No, we are not enemies, Caswell. We are bound by empathy, not enmity.

Evelyn smiles and gently presses her hand against the window pane. I’m not him, Caswell, go home now.

The Art of Drowning – An Ethereal Mystery

3 writers, no destination – What could go wrong?

Ash N. Finn  The Perilous Reading Society  & Not Very Deep Thoughts

Looney Lunes #111

And now it’s time for desert!

“7TH HEAVEN” CAST REUNITES AFTER 8 YEARS OVER DINNER.

Headline on msn.com’s TV section

I wonder if Trouser Trout a la Collins was on the menu…

True Value

Lamar pulled the creamy bean dip his way across the Formica imitating black shale table top, waited for Upjohn’s woman radar to make the entire room and come to rest across from him.

“Damn, Lamar, which of our asses you think they picked for those nachos?”

“I’m thinking yours. You have the broad beam of success, not me.”

“Shit, you just don’t eat right, don’t go out with the right women.” Upjohn took the restaurant fatigued spoon and fork out of a rolled up paper napkin and lifted a heap of nachos onto his plate. He picked up and sniffed all four of the small salsa bowls, sneezed after the roasted verde sauce. He set it down, tapped it with his fork. “Best give that shit some respect, Lamar. Set your ass on fire just knowin’ about it. You figure we could get Marshon through that door?”

“Marshon?” Lamar picked up a chip that was half a flash fried tortilla covered in all things chicken nachos, cracked it in half when he leveraged it to his plate, covered it with creamy, spicy bean dip

“Marshon Lewellyn. Big ol’ gal.” Old Upjohn held his hands out a foot from his chest. “You’ll recall she worked at the Buick parts counter? Had to wear a man’s 3XL golf shirt to be part of the Buick parts team.”

“Wouldn’t know her. Never owned a Buick. You checked out that shirt for size, did you?”

“I did. Never know if a woman might need a gift of casual clothing to set her at ease. What I’m sayin’ is there was never even a Buick made for her backside. Thing needed two lanes and a couple of double wide escort trucks, were she to get out on the road. I’m thinkin’ we get her through the front door and these people are good to their word, we be eatin’ nachos till the Good Lord calls one of us home.”

“You think she’d come out from behind that Buick parts counter with you, knowing you were going to use her that way?”

“No tellin’ what a woman might do for an all-you-can-eat ‘till you die Mexican hors d’oeuvre dinner, out with a handsome man. You plan on stakin’ a claim on that bean dip, Lamar? Goddam. You gonna start spittin’ shit when you laugh you best ask that girl in the cut-offs running up her crack for another napkin.”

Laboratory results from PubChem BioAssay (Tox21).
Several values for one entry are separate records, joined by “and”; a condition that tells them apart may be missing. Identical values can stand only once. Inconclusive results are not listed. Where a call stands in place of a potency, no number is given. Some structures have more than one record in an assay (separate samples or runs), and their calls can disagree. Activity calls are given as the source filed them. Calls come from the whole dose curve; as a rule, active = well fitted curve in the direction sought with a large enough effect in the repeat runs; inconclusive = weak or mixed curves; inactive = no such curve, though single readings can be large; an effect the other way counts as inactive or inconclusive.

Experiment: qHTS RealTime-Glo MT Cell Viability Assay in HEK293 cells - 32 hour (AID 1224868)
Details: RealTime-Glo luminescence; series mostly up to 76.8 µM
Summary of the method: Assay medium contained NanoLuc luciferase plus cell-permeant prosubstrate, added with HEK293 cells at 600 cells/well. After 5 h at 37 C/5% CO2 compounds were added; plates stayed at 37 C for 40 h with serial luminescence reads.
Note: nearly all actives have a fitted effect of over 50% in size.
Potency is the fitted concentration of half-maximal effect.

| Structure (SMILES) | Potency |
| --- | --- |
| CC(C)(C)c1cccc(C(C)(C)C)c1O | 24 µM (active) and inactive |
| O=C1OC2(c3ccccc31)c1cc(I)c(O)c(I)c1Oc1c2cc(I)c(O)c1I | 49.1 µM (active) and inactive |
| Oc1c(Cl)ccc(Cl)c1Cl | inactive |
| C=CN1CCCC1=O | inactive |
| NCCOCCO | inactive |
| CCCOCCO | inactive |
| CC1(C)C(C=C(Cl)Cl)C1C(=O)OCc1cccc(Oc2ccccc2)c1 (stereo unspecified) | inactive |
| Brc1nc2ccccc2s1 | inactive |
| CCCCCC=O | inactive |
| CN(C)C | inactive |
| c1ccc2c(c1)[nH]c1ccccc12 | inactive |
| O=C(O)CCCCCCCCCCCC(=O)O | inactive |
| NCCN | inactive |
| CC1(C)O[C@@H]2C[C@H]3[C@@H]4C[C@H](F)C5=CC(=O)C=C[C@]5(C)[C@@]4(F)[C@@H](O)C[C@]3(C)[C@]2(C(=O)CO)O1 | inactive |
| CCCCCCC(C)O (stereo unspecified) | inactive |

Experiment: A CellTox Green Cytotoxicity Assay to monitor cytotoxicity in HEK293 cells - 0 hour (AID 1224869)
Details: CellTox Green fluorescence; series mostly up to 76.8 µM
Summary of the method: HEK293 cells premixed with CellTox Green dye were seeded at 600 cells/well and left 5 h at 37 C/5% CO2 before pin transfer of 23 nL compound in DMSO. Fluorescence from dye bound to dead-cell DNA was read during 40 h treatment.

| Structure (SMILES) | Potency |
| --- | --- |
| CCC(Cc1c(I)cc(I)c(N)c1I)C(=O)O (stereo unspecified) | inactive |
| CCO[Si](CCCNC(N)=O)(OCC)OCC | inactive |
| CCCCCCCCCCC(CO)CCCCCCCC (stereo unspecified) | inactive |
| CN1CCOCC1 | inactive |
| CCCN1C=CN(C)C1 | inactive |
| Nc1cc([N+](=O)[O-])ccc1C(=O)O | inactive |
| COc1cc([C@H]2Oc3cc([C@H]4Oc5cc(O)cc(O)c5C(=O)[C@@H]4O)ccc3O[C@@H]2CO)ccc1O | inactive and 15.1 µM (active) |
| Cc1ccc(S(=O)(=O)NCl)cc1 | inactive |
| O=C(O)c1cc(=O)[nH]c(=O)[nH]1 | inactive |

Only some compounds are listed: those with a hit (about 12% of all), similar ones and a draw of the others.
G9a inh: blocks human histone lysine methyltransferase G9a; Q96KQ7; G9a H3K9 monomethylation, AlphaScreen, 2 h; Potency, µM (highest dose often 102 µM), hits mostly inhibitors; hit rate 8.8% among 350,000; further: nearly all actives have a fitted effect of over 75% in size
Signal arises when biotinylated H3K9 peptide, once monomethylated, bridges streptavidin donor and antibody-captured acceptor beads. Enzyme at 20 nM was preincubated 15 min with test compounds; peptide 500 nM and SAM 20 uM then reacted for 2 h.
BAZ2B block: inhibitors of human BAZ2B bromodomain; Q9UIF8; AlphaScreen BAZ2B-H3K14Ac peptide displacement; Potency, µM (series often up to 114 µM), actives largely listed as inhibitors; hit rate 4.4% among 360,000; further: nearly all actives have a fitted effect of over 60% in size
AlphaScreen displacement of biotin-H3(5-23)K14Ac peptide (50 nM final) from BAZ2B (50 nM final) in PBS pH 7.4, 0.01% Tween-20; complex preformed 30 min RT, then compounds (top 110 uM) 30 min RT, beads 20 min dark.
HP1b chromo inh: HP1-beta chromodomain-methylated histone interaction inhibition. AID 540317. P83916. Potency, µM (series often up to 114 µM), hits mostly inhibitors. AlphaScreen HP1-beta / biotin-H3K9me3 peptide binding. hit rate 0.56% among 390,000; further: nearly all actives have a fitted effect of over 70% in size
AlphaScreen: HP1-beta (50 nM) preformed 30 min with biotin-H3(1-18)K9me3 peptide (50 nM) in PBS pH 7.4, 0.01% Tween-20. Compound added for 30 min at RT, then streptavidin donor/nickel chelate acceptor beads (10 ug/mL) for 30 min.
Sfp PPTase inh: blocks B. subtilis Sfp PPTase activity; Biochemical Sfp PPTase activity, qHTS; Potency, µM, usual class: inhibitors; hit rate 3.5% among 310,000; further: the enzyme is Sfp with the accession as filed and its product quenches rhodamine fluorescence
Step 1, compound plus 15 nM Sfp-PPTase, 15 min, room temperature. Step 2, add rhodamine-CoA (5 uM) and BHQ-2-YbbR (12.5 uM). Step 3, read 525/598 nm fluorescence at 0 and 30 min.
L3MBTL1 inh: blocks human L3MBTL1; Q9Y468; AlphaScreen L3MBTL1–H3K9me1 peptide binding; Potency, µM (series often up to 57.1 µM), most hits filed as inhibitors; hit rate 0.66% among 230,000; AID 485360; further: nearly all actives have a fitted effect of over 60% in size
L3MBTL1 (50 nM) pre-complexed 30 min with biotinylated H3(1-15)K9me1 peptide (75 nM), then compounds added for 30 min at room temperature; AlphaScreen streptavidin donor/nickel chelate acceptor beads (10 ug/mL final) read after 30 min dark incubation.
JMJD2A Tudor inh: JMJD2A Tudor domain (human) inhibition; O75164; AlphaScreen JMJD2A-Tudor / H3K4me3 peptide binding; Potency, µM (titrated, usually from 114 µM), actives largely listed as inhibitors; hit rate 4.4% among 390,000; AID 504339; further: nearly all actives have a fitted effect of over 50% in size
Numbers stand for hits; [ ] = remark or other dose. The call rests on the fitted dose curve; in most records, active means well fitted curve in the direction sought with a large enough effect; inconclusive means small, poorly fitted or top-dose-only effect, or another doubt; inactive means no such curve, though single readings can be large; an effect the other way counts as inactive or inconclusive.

“You thinking about the size of her nacho plate?”

“Man could starve to death eatin’ that girl’s nachos, Lamar, and turn his mind to pudding trying to talk to her. Man needs to know a woman’s true value. She’s good for the napkin and a cup of coffee and a lonely man’s prayer she bends over facin’ the other way.”

“That’s awful close to sexist, Upjohn.”

“I start lyin’, stop me.”

“So there’s a woman in your world for just about anything? Barely legal eye candy waitresses in illegal cutoffs for napkins and coffee, and a woman with a backside bigger than a Buick for when you need more nachos than you can eat?”

“You find a problem with my logic?”

“No. I’m sure the ladies would.”

“That’s part of bein’ female, findin’ fault with how we think. Now there’s men out there will tell you a man should learn to figure women. I’m tellin’ you, a man should learn to appreciate the figure of a woman, and leave it be. Sexism comes down to natural selection.”

“Natural selection? How the hell do you ‘figure’ that?”

“The manager naturally selects skinny young girls who don’t know no better to stand around in push-up bras and short cut-offs so tight they crush their cell phones against butt cheeks they don’t have, just to keep us coming back. And naturally I select Marshon to keep me in nachos that let me sit here longer so I can watch, and she naturally selects to join me because her fat ass ain’t doin’ nothin’ but sittin’ around watchin’ Dr.Phil on the DVR. Ain’t never gonna fix sexism till both sides stop participatin’. And this place comes up with another gimmick that don’t involve asses in any way, shape or form. You ask that girl for some more bean dip when she brings the napkin. When she does, tell her you dropped somethin’ and your back’s out.”